5. What does a blog tour accomplish, if anything? What data or analysis has led you to believe that?
That depends entirely on the blog tour. I’m not overly amazed at the effectiveness of blog tours.

I did participate in one last year when Allison Bottke launched her novel ONE LITTLE SECRET.
I was kind of nervous, because I was the lead blog in the tour. So I didn’t want to mess up. It turned out pretty well. Here’s why:

I gave people some serious incentives to buy Allison’s book that very day. For people who bought the book, Allison and I gave people a 50% discount on a CD that she and I had created. The discount was actually larger than the cost of the book, so it was like getting the book for free. Allison’s Amazon ranking reached about #2000 during that day, and she and I also earned quite a bit of money during that 24 hours. (Isn’t that a cool concept–earning a little money by running a marketing campaign?)

So I think blog tours can in principle be useful, if they’re run right. It all depends on whether the bloggers on the tour have a decent platform and on whether you’re able to create what the marketing-droids calls a “Unique Selling Proposition.”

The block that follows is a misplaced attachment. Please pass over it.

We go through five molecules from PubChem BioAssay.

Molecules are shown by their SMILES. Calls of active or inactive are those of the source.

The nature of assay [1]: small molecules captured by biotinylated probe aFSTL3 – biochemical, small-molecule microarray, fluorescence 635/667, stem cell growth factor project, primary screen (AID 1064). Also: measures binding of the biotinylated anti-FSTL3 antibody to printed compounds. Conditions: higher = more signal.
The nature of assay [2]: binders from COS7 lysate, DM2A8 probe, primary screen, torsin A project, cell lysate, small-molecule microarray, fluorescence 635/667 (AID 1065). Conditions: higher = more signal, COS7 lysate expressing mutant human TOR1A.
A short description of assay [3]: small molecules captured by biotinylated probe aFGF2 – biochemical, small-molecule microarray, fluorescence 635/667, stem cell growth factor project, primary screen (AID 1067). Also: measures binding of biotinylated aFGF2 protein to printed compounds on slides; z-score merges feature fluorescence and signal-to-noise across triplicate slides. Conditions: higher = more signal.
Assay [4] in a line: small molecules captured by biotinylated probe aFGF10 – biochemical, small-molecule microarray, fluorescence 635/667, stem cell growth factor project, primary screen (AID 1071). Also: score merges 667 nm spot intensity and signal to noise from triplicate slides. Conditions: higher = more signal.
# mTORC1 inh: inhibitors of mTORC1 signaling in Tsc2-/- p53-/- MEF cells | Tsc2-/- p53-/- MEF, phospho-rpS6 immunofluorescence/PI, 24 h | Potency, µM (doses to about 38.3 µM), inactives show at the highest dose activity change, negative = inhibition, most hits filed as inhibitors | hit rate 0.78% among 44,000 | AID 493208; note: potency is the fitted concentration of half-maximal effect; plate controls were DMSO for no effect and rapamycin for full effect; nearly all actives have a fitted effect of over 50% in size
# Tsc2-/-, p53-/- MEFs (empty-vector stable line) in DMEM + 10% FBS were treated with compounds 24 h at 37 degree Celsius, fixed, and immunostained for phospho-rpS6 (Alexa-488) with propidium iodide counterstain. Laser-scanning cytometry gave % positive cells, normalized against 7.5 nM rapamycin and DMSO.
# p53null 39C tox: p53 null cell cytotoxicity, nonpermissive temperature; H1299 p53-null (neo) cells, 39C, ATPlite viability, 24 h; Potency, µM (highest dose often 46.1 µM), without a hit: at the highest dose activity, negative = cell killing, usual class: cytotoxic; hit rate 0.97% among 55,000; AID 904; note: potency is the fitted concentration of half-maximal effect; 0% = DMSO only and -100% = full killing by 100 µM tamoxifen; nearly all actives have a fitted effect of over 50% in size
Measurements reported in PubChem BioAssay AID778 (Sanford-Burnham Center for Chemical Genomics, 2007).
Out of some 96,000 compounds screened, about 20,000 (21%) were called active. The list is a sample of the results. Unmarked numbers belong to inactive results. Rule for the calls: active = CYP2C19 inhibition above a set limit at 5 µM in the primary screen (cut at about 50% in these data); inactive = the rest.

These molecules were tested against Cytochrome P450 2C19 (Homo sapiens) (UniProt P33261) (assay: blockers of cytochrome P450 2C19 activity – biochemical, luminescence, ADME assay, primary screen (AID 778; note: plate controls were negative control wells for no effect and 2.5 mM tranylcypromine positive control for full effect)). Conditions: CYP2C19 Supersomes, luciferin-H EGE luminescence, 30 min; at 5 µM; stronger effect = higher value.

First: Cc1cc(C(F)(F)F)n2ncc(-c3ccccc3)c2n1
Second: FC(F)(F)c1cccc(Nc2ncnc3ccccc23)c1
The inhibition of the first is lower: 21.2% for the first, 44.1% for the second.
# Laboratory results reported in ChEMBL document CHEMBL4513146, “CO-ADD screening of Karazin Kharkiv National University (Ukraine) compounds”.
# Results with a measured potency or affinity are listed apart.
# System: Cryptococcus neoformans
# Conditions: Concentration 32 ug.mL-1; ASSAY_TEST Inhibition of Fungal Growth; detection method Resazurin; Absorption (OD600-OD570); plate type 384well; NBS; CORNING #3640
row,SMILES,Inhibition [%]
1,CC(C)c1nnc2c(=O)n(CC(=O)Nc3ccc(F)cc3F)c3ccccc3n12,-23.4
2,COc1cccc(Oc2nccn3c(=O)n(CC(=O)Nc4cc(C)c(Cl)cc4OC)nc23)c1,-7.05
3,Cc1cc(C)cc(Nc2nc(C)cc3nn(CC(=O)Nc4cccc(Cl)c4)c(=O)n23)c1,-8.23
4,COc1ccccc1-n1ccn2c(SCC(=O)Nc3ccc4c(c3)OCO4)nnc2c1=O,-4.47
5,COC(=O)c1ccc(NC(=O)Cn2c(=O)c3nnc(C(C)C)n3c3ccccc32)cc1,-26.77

6. What should be the goals of a blog tour and how do you track whether or not a blog tour is successful?
I can only answer that for myself, since I’m sure other people will have different goals. If I ran a blog tour, I’d want to see strong trackable sales of the book. “Strong” means hundreds or thousands of copies sold per day. “Trackable” means that you have an exact count of how many.

How do you do that? You create an irresistible offer that includes the customer buying the book on Amazon via a specific link that you can track and also includes giving the customer some freebies during a specific launch window. If the offer is truly irresistible, then people will buy the book in droves.

7. Any other additional thoughts on blogging and blog tours?
Blogging is not some magic cure-all. It should be part of a well-defined integrated strategy. I believe that marketing for a book starts months or (preferably) years before your book hits the bookstores. A blog is part of that, as long as it fits in with your brand, your web site, your e-zine, etc.. It is possible to make your blog a very large part of your strategy, since a blog can fill the role of a web site (if you have links to your products) and it can replace an e-zine (if you use an e-mail notification scheme like FeedBlitz.)

The most important thing to remember with blogging (or any web-based marketing) is this: “Content Is King.” If you have good content on your blog (or web site or e-zine) then it will practically market itself. So focus on creating good content and then use all the marketing techniques to get the word out.